As a helicopter circled overhead, KSP Troopers stationed at the entrance to the neighborhood began allowing only residents into the area to secure their homes and pick up any necessary items they needed.
Earlier in the day, officials asked residents of Indian Camp to report to New Hope Baptist Church in Moreland, so that a headcount could be taken; there were still people reported missing after the explosion. Around 10:30 a.m. Thursday, everyone had been accounted for, said Trish O’Quin, deputy emergency management director for Lincoln County.
“As of right now, everything seems to be stable. We have not got any more missing people,” said Trish O’Quin, deputy emergency management director for Lincoln County.
Aug. 2: Second explosion on same pipeline
Thursday’s explosion on the Texas Eastern gas pipeline is the pipeline’s second incident this year — the same pipeline exploded in Ohio in January. A Reuters.com story says the explosion injured two people and damaged homes.
Enbridge posted update messages on its website, saying it is “continuing to respond to the incident,” and that the National Transportation Safety Board “has assumed control” of the site. “The NTSB is investigating the incident and Enbridge is supporting that investigation,” and the company has “mobilized emergency response personnel and resources to the site, and we are continuing to work alongside first responders.”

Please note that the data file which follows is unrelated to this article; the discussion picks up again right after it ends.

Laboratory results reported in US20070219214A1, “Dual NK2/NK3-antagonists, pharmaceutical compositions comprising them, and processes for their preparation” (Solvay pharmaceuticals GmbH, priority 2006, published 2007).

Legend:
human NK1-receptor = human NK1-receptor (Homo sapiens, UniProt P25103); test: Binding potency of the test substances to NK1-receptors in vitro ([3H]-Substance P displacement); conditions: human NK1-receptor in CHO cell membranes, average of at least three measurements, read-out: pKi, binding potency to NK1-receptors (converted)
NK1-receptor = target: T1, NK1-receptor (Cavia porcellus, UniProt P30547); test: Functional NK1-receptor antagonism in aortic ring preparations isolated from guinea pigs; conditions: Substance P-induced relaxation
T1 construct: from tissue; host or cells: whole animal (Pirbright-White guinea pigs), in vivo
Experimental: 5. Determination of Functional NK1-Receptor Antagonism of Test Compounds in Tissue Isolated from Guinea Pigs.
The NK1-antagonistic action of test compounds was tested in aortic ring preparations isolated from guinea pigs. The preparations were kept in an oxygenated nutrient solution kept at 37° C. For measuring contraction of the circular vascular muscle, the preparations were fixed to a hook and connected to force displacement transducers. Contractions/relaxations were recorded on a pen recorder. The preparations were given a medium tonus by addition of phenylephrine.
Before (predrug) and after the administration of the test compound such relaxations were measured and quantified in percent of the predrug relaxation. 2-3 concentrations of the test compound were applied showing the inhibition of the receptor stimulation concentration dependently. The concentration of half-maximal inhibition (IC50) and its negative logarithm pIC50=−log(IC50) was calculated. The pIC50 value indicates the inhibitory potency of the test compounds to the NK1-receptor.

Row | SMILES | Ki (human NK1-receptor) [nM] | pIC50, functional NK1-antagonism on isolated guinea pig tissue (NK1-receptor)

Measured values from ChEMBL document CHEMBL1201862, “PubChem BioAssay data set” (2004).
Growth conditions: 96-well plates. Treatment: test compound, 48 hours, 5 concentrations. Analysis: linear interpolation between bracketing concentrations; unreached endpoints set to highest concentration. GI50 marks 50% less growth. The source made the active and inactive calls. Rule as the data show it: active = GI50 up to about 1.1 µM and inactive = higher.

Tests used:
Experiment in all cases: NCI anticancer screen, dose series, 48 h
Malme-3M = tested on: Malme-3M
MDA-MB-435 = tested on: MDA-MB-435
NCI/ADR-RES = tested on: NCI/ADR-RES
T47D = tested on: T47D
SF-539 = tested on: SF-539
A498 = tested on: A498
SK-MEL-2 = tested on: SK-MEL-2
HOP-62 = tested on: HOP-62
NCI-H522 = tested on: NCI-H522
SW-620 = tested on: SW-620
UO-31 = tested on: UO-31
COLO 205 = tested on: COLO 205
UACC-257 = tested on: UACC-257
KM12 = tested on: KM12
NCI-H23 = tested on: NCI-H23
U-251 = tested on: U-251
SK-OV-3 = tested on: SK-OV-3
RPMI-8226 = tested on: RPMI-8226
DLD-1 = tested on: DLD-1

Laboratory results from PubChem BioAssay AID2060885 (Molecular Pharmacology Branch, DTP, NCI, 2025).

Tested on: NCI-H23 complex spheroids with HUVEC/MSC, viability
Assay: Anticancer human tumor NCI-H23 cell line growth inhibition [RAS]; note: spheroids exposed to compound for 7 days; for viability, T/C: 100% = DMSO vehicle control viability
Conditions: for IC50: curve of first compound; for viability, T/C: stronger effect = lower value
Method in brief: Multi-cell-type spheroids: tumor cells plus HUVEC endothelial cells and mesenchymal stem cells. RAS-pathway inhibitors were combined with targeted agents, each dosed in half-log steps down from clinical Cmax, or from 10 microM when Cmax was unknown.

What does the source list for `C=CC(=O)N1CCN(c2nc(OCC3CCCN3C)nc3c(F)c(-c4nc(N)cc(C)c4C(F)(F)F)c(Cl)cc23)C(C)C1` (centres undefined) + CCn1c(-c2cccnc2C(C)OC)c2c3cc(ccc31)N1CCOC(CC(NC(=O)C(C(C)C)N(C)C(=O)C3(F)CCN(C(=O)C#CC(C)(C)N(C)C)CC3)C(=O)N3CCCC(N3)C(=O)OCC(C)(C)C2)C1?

During Thursday’s noon press conference, Enbridge Incident Commander Jim McGuffey said the area contained three different pipelines, all 30 inches in diameter and located five feet below ground. He said the company’s pipelines in the area “had a sufficient amount of covering to protect them from heat.”
Aug. 3: Assessing the fallout
Trish O’Quin sits inside the makeshift command center inside New Hope Baptist Church in Moreland. Lincoln County’s deputy Emergency Management director said organizational efforts following Thursday’s pipeline explosion in the Indian Camp community are still underway.
“Mostly, the families of the area now just want to know when they’ll be allowed back in,” O’Quin said, since some houses were left standing and intact.
Thursday evening, a meeting was held at the church with the affected families and representatives from Enbridge, with the Red Cross on-hand. O’Quin said 11 prepaid $500 debit cards were handed out by the company for necessities. Enbridge is paying for an “initial three-day supply” of any needed medicines.
“They’re paying for everything right now. They stepped up and said anything financial, they will take care of at the moment,” she said.
But many are concerned about what the company will do about the long-term issues.
“Some of the (questions) they weren’t expecting were about long-term medical conditions — heat exposure, exposure to possible chemicals from burning buildings. I think that will be more of a first-responder thing, because residents of the area seemed to get out quickly.”
Aug. 3: Investigation launches